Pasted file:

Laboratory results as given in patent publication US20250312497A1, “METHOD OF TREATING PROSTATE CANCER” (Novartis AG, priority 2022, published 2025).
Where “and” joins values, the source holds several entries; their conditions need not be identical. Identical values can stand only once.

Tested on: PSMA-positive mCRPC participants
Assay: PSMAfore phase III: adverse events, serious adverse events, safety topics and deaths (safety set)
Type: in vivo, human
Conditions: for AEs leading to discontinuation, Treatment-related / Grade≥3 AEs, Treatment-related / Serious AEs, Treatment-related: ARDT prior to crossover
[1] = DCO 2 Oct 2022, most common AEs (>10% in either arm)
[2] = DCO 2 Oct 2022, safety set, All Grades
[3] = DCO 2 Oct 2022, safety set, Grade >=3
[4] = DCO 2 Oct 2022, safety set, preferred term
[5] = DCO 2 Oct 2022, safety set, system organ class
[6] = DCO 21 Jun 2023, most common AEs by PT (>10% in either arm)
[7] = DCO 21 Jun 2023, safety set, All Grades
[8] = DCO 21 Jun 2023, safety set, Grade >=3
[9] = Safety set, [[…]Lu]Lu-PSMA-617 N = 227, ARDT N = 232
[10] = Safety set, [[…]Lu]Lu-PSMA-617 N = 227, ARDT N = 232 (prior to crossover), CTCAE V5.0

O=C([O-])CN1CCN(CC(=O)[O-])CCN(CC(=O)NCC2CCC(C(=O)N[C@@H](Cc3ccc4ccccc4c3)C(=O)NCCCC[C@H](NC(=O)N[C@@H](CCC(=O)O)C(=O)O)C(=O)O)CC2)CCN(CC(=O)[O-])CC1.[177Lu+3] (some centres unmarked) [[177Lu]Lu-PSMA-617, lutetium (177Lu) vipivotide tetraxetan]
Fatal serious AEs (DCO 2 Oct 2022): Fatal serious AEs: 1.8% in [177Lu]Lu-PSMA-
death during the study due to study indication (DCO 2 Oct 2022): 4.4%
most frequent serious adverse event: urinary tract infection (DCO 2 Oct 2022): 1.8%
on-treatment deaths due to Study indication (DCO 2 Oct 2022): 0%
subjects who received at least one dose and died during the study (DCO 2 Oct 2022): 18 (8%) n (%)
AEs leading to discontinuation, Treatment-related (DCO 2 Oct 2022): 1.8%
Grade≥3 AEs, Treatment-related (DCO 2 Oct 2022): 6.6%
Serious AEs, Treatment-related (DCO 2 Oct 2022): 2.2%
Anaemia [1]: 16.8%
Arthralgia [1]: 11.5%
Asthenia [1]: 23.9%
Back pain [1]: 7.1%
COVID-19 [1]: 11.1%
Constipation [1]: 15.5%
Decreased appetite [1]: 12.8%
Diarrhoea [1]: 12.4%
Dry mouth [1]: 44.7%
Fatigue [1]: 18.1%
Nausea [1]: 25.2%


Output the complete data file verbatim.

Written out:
Laboratory results as given in patent publication US20250312497A1, “METHOD OF TREATING PROSTATE CANCER” (Novartis AG, priority 2022, published 2025).
Where “and” joins values, the source holds several entries; their conditions need not be identical. Identical values can stand only once.

Tested on: PSMA-positive mCRPC participants
Assay: PSMAfore phase III: adverse events, serious adverse events, safety topics and deaths (safety set)
Type: in vivo, human
Conditions: for AEs leading to discontinuation, Treatment-related / Grade≥3 AEs, Treatment-related / Serious AEs, Treatment-related: ARDT prior to crossover
[1] = DCO 2 Oct 2022, most common AEs (>10% in either arm)
[2] = DCO 2 Oct 2022, safety set, All Grades
[3] = DCO 2 Oct 2022, safety set, Grade >=3
[4] = DCO 2 Oct 2022, safety set, preferred term
[5] = DCO 2 Oct 2022, safety set, system organ class
[6] = DCO 21 Jun 2023, most common AEs by PT (>10% in either arm)
[7] = DCO 21 Jun 2023, safety set, All Grades
[8] = DCO 21 Jun 2023, safety set, Grade >=3
[9] = Safety set, [[…]Lu]Lu-PSMA-617 N = 227, ARDT N = 232
[10] = Safety set, [[…]Lu]Lu-PSMA-617 N = 227, ARDT N = 232 (prior to crossover), CTCAE V5.0

O=C([O-])CN1CCN(CC(=O)[O-])CCN(CC(=O)NCC2CCC(C(=O)N[C@@H](Cc3ccc4ccccc4c3)C(=O)NCCCC[C@H](NC(=O)N[C@@H](CCC(=O)O)C(=O)O)C(=O)O)CC2)CCN(CC(=O)[O-])CC1.[177Lu+3] (some centres unmarked) [[177Lu]Lu-PSMA-617, lutetium (177Lu) vipivotide tetraxetan]
Fatal serious AEs (DCO 2 Oct 2022): Fatal serious AEs: 1.8% in [177Lu]Lu-PSMA-
death during the study due to study indication (DCO 2 Oct 2022): 4.4%
most frequent serious adverse event: urinary tract infection (DCO 2 Oct 2022): 1.8%
on-treatment deaths due to Study indication (DCO 2 Oct 2022): 0%
subjects who received at least one dose and died during the study (DCO 2 Oct 2022): 18 (8%) n (%)
AEs leading to discontinuation, Treatment-related (DCO 2 Oct 2022): 1.8%
Grade≥3 AEs, Treatment-related (DCO 2 Oct 2022): 6.6%
Serious AEs, Treatment-related (DCO 2 Oct 2022): 2.2%
Anaemia [1]: 16.8%
Arthralgia [1]: 11.5%
Asthenia [1]: 23.9%
Back pain [1]: 7.1%
COVID-19 [1]: 11.1%
Constipation [1]: 15.5%
Decreased appetite [1]: 12.8%
Diarrhoea [1]: 12.4%
Dry mouth [1]: 44.7%
Fatigue [1]: 18.1%
Nausea [1]: 25.2%